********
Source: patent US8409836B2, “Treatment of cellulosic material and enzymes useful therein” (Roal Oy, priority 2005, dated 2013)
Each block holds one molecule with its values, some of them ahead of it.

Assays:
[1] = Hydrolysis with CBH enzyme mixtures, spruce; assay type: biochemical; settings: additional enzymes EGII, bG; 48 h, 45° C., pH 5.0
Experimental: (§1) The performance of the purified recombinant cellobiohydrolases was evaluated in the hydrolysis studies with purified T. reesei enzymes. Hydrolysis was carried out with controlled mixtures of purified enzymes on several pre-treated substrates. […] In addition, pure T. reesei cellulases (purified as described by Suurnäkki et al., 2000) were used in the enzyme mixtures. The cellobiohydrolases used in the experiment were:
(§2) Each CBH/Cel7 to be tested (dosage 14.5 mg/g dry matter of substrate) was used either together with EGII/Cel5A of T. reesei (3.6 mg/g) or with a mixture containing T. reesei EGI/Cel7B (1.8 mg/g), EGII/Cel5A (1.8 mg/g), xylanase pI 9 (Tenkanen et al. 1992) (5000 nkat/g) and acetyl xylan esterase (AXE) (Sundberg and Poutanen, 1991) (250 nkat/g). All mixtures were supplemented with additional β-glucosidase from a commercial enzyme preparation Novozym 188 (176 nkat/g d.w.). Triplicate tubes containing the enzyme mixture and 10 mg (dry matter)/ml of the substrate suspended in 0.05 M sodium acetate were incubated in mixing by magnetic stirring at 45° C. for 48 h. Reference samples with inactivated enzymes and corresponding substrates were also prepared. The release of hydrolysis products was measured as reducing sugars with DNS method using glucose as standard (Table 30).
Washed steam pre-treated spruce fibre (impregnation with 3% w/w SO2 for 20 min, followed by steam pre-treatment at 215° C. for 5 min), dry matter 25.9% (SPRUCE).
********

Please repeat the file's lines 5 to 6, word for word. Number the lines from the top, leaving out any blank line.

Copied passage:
Experimental: (§1) The performance of the purified recombinant cellobiohydrolases was evaluated in the hydrolysis studies with purified T. reesei enzymes. Hydrolysis was carried out with controlled mixtures of purified enzymes on several pre-treated substrates. […] In addition, pure T. reesei cellulases (purified as described by Suurnäkki et al., 2000) were used in the enzyme mixtures. The cellobiohydrolases used in the experiment were:
(§2) Each CBH/Cel7 to be tested (dosage 14.5 mg/g dry matter of substrate) was used either together with EGII/Cel5A of T. reesei (3.6 mg/g) or with a mixture containing T. reesei EGI/Cel7B (1.8 mg/g), EGII/Cel5A (1.8 mg/g), xylanase pI 9 (Tenkanen et al. 1992) (5000 nkat/g) and acetyl xylan esterase (AXE) (Sundberg and Poutanen, 1991) (250 nkat/g). All mixtures were supplemented with additional β-glucosidase from a commercial enzyme preparation Novozym 188 (176 nkat/g d.w.). Triplicate tubes containing the enzyme mixture and 10 mg (dry matter)/ml of the substrate suspended in 0.05 M sodium acetate were incubated in mixing by magnetic stirring at 45° C. for 48 h. Reference samples with inactivated enzymes and corresponding substrates were also prepared. The release of hydrolysis products was measured as reducing sugars with DNS method using glucose as standard (Table 30).